Last month’s inauguration ceremonies seemed at last to put a terminal punctuation mark on possibly the longest election “season” I can remember. But now at state-of-the-union time, the government must somehow deal with its festering fiscal situation.
Unlike their corporate counterparts, at least federal managers don’t for the most part have to worry about their agencies going out of business or being subject to mergers and acquisitions. They do, unfortunately, have to worry about RIFs and furloughs, though. Just Friday OMB painted a lurid picture of what will happen March 1 unless Congress acts.
OMB Controller Danny Werfel pointed out that because of the compressed timetable – the government is approaching halfway through the fiscal year – agencies in effect will have to compress a year’s of cuts into the remaining months. That will feel like 9 percent cuts in civilian agencies and 13 percent for Defense.
That very well might require furloughs. But they won’t be like widespread layoffs. DOD has said its civilian workforce would work four-day weeks, and receive only 80 percent of their pay, for the rest of the fiscal year.
None of the current goings on say a word about the long term drivers of fiscal calamity, namely entitlement spending and interest on the federal debt. Don’t take my word for it, read the latest 10-year forecast from the Congressional Budget Office. CBO sees deficits coming down in the next few years. But then: “Deficits are projected to increase later in the coming decade, however, because of the pressures of an aging population, rising healthcare costs, an expansion of federal subsidies for health insurance, and growing interest payments on federal debt.”
Closer to current reality, no one can say precisely how the budgets for IT will actually turn out. An earlier story in Federal Times with the happy title, “CIOs whack IT budgets,” painted a picture of constraint. It focused on Housing and Urban Development for eliminating duplicative systems, and others delayed at the SEC. But it didn’t give a comprehensive picture across the government. And anyway, aren’t agencies supposed to be consolidating duplicative systems, regardless of fiscal conditions?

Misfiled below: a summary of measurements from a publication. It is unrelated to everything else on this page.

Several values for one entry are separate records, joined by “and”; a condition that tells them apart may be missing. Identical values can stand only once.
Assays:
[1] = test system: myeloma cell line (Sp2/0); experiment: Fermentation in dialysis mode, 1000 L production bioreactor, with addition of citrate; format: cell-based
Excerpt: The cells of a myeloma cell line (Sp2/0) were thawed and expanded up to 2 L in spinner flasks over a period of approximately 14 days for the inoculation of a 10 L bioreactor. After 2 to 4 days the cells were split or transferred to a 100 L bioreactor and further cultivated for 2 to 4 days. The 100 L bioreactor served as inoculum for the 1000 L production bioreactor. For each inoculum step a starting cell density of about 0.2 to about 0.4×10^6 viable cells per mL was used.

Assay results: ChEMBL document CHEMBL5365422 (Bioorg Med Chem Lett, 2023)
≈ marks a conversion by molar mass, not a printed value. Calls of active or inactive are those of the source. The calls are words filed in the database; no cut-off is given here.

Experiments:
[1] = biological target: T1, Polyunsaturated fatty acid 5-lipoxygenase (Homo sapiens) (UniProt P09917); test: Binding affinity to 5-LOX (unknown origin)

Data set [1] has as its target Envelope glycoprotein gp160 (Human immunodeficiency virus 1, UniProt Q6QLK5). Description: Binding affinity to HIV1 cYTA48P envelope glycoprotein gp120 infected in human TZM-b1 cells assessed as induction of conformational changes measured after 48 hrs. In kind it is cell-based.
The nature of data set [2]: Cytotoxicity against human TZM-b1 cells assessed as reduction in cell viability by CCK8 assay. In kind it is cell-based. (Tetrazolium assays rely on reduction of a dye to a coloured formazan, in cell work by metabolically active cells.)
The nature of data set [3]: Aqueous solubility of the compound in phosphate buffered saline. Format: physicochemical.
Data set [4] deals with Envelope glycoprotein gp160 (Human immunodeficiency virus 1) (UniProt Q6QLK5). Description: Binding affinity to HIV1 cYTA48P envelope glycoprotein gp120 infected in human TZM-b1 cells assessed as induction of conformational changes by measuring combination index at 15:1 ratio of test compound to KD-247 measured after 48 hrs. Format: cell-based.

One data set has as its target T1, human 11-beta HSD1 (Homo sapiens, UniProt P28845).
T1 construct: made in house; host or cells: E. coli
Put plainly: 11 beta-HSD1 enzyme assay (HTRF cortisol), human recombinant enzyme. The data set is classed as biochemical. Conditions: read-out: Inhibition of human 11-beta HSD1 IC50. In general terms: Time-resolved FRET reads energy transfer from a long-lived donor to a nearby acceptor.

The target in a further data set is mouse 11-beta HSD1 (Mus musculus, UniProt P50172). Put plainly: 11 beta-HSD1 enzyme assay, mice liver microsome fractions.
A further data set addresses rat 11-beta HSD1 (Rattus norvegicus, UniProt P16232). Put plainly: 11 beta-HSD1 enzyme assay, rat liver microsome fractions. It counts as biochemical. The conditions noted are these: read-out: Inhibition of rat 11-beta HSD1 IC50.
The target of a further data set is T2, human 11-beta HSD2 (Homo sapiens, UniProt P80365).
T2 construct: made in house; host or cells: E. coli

But I think the FedTimes story did catch the zeitgeist. Certainly in DOD many programs are also being delayed, including long term things like new Army ground vehicles. Then there is the January 14 memo from the Office of Management and Budget, instructing agencies to step up their planning for sequestration, which predicated follow-on planning initiatives at the Air Force and Army. Because the White House has indicated a preference for keeping military personnel accounts exempt from sequestration – which it can do – that puts proportionately more pressure on the fully discretionary accounts such as IT.
So, yes, tough times and uncertain ones. But not despairing ones. Keep in mind that much of the public sequestration talk has an element of politics as the sides play a little brinksmanship. But even so, agencies need to make sure their obligations don’t outstrip their ability to eventually pay. Even if there is no sequester, an extension of the continuing resolution now in effect could catch agencies short.
Resiliency still exists in the federal IT and services markets, though. Two big contracts recently went from incumbents to new entities. The National Nuclear Security Administration (NNSA) selected a team of vendors called Consolidated Nuclear Security, LLC for a long term contract to run two large, critical facilities with nuclear weapons and uranium processing. Consolidated consists of Bechtel, Lockheed, ATK Launch Systems and SOC LLC, with Booz Allen Hamilton having a consulting role. It replaces a troubled contract with Bechtel and Babcock & Wilcox.
Bloomberg reported that in 2013, NASA will have eight contracting opportunities, each worth at least $100 million – three new, the rest recompetes.
These contracts show that the market remains fluid, with opportunities out there. Cyber is another growth area. Just this week the Commerce Department issued a request for information on obtaining security monitoring as a service. The important thing for contractors, like government managers, is to tune out the noise and listen to opportunities.